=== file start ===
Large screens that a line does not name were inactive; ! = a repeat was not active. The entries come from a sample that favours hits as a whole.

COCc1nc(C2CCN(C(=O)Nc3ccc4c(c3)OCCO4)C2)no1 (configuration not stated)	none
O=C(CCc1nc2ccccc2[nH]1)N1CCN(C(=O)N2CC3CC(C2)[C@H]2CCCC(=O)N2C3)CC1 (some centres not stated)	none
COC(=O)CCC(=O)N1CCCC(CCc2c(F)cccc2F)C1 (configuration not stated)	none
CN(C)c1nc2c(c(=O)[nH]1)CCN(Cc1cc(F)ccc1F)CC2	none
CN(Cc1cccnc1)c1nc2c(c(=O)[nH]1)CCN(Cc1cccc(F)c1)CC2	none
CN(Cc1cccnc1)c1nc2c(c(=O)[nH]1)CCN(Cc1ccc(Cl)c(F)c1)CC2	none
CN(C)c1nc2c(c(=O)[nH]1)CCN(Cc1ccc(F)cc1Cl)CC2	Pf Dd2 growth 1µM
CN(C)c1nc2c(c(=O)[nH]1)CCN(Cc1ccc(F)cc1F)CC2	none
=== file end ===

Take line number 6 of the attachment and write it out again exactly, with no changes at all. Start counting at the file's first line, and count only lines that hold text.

CN(Cc1cccnc1)c1nc2c(c(=O)[nH]1)CCN(Cc1cccc(F)c1)CC2	none